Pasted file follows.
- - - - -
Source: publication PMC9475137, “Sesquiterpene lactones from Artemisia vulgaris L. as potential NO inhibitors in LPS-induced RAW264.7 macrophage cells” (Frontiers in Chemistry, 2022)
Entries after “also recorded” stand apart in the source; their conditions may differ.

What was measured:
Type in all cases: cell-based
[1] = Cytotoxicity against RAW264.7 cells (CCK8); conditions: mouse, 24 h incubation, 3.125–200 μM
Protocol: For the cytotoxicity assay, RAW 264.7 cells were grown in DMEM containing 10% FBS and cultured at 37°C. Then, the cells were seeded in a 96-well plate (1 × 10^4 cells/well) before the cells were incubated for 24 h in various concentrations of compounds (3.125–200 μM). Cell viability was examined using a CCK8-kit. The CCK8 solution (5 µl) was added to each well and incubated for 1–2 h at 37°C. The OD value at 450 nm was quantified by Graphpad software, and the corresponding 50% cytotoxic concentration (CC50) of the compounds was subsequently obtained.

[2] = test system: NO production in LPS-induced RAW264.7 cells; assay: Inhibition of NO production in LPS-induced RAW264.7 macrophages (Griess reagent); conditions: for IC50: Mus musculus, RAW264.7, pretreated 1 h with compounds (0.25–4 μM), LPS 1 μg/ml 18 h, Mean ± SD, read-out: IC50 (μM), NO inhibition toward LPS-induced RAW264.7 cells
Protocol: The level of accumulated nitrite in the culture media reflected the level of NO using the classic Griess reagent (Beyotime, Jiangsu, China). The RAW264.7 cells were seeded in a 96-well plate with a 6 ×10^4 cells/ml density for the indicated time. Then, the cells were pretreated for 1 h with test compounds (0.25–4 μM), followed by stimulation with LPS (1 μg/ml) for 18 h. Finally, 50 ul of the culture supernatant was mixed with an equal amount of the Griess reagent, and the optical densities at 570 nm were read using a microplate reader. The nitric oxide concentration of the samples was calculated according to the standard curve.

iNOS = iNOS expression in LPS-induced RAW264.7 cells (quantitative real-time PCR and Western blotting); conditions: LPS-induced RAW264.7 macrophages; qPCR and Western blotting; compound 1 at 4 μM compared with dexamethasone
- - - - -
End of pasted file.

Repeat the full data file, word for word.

Source: publication PMC9475137, “Sesquiterpene lactones from Artemisia vulgaris L. as potential NO inhibitors in LPS-induced RAW264.7 macrophage cells” (Frontiers in Chemistry, 2022)
Entries after “also recorded” stand apart in the source; their conditions may differ.

What was measured:
Type in all cases: cell-based
[1] = Cytotoxicity against RAW264.7 cells (CCK8); conditions: mouse, 24 h incubation, 3.125–200 μM
Protocol: For the cytotoxicity assay, RAW 264.7 cells were grown in DMEM containing 10% FBS and cultured at 37°C. Then, the cells were seeded in a 96-well plate (1 × 10^4 cells/well) before the cells were incubated for 24 h in various concentrations of compounds (3.125–200 μM). Cell viability was examined using a CCK8-kit. The CCK8 solution (5 µl) was added to each well and incubated for 1–2 h at 37°C. The OD value at 450 nm was quantified by Graphpad software, and the corresponding 50% cytotoxic concentration (CC50) of the compounds was subsequently obtained.

[2] = test system: NO production in LPS-induced RAW264.7 cells; assay: Inhibition of NO production in LPS-induced RAW264.7 macrophages (Griess reagent); conditions: for IC50: Mus musculus, RAW264.7, pretreated 1 h with compounds (0.25–4 μM), LPS 1 μg/ml 18 h, Mean ± SD, read-out: IC50 (μM), NO inhibition toward LPS-induced RAW264.7 cells
Protocol: The level of accumulated nitrite in the culture media reflected the level of NO using the classic Griess reagent (Beyotime, Jiangsu, China). The RAW264.7 cells were seeded in a 96-well plate with a 6 ×10^4 cells/ml density for the indicated time. Then, the cells were pretreated for 1 h with test compounds (0.25–4 μM), followed by stimulation with LPS (1 μg/ml) for 18 h. Finally, 50 ul of the culture supernatant was mixed with an equal amount of the Griess reagent, and the optical densities at 570 nm were read using a microplate reader. The nitric oxide concentration of the samples was calculated according to the standard curve.

iNOS = iNOS expression in LPS-induced RAW264.7 cells (quantitative real-time PCR and Western blotting); conditions: LPS-induced RAW264.7 macrophages; qPCR and Western blotting; compound 1 at 4 μM compared with dexamethasone